The Cayman Islands government service is bringing back to work some employees who were suspended as a result of suspected criminal activity and instituting internal disciplinary proceedings against them for “gross misconduct” after they return.

“I believe that we have no choice but to take this action, given that three years is the average time it is taking for criminal cases to be concluded.”

The internal proceedings were initiated as a way of potentially removing the workers from the government payroll for certain unrelated incidents of administrative misconduct, even if their criminal court cases continued to drag on, Deputy Governor Franz Manderson said Saturday.

Mr. Manderson said the move was made in response to public concern over the dozens of civil servants who remained on “required leave” – fully paid suspension – for years, in some cases, without court matters being resolved. In June, there were 31 active required leave cases, according to reports made to the Legislative Assembly.

An email Mr. Manderson sent to civil service chief officers in November 2015 stated that the Ministry of Finance, in particular, had “a number of customs officers on required leave as a result of [suspected] criminal activity and it’s our intention to use their cases as a test case.”

“I believe that we have no choice but to take this action, given that three years is the average time it is taking for criminal cases to be concluded,” Mr. Manderson wrote. “Moreover, this action sends all the right signals to the public and staff.”

The deputy governor indicated that legal advice from the solicitor general was obtained before taking the decision.

Asked last week for more information about the paid suspensions, Mr. Manderson said the number of government workers on required leave has been reduced by at least five since the November memo was sent and that the number should shrink further shortly.

“Our goal is simple – reduce the use of required leave across the civil service,” he said, adding that government managers are also looking at ways to reduce the length of time employees who must be suspended and removed from their jobs can continue to receive full pay.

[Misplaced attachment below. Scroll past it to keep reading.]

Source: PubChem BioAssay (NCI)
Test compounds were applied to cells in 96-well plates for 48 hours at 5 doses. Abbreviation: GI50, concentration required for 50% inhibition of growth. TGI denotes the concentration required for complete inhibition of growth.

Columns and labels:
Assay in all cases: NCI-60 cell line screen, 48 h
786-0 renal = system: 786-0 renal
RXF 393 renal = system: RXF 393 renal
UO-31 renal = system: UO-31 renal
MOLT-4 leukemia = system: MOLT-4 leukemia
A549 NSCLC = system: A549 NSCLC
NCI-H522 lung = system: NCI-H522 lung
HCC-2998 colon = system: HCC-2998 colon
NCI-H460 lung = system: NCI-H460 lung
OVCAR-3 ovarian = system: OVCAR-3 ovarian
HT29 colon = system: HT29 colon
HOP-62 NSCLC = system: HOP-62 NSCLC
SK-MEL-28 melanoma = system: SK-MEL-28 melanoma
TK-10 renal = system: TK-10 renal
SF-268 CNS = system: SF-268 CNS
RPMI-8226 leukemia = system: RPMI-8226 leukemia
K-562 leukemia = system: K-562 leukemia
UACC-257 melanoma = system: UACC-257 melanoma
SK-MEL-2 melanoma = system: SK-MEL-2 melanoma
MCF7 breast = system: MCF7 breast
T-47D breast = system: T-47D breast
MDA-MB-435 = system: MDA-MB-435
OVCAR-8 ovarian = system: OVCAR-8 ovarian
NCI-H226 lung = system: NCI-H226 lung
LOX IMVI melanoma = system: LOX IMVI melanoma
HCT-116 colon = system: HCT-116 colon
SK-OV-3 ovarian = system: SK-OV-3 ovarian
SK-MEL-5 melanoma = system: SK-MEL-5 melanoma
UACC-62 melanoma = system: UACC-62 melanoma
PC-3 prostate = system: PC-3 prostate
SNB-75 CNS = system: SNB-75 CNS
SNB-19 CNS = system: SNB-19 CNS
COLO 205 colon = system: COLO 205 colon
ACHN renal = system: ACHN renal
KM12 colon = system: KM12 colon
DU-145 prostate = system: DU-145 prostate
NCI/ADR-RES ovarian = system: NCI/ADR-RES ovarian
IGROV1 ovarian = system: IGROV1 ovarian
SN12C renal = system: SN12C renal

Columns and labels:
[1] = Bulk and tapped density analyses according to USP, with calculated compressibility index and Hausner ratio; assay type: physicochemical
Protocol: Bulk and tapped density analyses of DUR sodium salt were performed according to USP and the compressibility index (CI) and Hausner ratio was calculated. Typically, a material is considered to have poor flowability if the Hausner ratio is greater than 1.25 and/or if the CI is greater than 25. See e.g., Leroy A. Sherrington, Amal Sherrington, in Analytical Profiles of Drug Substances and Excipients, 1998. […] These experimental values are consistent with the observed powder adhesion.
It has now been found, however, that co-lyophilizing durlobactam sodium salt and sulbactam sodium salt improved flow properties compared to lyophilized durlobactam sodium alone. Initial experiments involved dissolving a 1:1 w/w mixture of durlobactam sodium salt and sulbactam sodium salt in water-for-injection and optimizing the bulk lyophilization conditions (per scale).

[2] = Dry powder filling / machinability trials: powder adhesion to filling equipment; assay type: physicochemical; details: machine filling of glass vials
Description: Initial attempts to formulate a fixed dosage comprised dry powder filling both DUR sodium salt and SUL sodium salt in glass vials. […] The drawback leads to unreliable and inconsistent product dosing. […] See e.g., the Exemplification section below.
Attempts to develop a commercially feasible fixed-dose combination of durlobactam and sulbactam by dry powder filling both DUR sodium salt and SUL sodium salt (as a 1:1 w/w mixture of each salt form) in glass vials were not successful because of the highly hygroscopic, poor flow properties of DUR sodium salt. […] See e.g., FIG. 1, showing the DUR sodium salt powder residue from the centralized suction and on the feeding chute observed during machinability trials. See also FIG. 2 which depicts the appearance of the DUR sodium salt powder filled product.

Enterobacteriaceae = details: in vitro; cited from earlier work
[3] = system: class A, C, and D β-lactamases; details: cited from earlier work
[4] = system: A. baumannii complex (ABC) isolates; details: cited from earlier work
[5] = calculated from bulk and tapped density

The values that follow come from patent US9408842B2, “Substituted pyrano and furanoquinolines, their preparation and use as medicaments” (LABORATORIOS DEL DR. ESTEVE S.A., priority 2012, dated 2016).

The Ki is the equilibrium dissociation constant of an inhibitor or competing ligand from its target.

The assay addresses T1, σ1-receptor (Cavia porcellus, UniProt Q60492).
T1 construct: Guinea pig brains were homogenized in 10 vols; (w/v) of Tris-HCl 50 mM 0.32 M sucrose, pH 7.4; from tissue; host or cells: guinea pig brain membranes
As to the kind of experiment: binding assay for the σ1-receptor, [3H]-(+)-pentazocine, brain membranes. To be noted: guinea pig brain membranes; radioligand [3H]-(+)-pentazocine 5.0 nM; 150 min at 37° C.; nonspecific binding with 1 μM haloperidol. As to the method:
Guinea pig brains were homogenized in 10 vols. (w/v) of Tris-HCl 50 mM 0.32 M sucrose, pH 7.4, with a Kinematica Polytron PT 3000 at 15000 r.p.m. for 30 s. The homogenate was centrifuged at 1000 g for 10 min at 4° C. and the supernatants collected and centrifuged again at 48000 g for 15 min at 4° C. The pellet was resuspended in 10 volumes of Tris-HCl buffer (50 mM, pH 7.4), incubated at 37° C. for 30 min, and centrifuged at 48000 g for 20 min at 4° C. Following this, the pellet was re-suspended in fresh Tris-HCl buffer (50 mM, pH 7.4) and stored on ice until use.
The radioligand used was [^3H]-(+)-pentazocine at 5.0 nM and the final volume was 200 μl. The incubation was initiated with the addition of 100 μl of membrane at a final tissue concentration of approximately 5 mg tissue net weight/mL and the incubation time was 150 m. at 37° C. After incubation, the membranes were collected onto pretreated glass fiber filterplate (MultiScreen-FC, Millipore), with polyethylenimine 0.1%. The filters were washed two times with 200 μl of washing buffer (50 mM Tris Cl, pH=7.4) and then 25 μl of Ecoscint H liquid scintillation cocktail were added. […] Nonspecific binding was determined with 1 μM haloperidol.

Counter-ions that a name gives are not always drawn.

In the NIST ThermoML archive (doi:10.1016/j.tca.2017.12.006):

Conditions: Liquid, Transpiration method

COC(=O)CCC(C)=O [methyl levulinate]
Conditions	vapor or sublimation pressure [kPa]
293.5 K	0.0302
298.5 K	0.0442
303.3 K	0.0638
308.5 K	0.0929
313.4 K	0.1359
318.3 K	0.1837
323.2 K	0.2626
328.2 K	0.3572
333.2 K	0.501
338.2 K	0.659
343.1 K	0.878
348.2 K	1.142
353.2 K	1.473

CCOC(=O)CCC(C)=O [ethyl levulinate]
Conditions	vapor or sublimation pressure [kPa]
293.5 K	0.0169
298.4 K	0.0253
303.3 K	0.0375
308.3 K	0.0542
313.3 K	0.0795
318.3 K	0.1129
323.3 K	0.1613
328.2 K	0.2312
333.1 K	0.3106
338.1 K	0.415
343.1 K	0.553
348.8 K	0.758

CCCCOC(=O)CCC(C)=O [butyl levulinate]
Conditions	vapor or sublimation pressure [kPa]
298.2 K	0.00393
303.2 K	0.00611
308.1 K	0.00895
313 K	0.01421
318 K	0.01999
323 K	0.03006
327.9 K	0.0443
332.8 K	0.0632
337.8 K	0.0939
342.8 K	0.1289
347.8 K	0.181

“Right now, a devoted and high-performing employee of many years who suffers a serious illness, such as cancer, can only count on receiving extended sick pay for a finite amount of time,” Mr. Manderson said. “A person who is before the court facing criminal charges has no end date for when their pay may cease. This cannot be right.”

Cases requiring suspension and ultimately termination of civil servants will not always require the employees to be placed on “gardening leave” and in some instances, Mr. Manderson said, it might not be in the public interest to remove someone from productive work they could perform in another office or department while their matters are settled.

He said civil service managers would have to consider a number of factors, including whether the employee’s removal is needed to facilitate a criminal or disciplinary investigation, whether the employee involved is considered a threat to others, whether the alleged misconduct would “erode public confidence” in the civil service, or whether the person would be disruptive if they continued to work.

The deputy governor said senior civil service managers are aware that in some cases, the employees under investigation will be exonerated. However, he questioned whether many government workers on suspension are truly “motivated” to bring their matters to an end, since they continue to receive full pay.

“We are considering amending our laws to introduce gradual pay reductions and finally, to terminate pay for employees who are on leave and facing criminal charges before the courts over prolonged periods,” he said.

“We are purposely tackling this issue so that the alleged misconduct of a few does not compromise the reputation of thousands of hard-working, professional, passionate and honest men and women within the civil service.”


  1. Mr. Manderson why don’t you just have the civil service firing law amended so that when a employee commit a crime, that the decision must be made and heard and finalized in Court within 3 months of the offense .

    As we all know what some of these employees are accused/ suspected off , and why would you want to put them back in same work place . I can understand putting a Immigration Officer to work at the dump to earn his / her pay at dump pay . I would not suspect one of doing wrong in my house , and let that suspect back any where near my house after that .

  2. Why is it that civil servant cases in particular take so long to resolve?. An average of 3 years is ridiculous, as that means all those accused have been enjoying full pay for that period for sitting at home or taking another job all at the taxpayer’s expense.
    What proportion of these suspended workers are actually prosecuted, and how many are found guilty, I suspect the answer would surprise many. Too often there is insufficient evidence due to lax internal procedures/supervision.
    I would be interested to learn how may customs officers are suspended for suspected criminal activity, how long they have been on holiday, and exactly what jobs they would be given if allowed to return.
    Why has it taken decades to reach the point of considering reduction/termination of pay in these cases. I have commented before, if prosecution is initiated, pay should be suspended, and reinstated from the date of suspension if there is a not guilty verdict.

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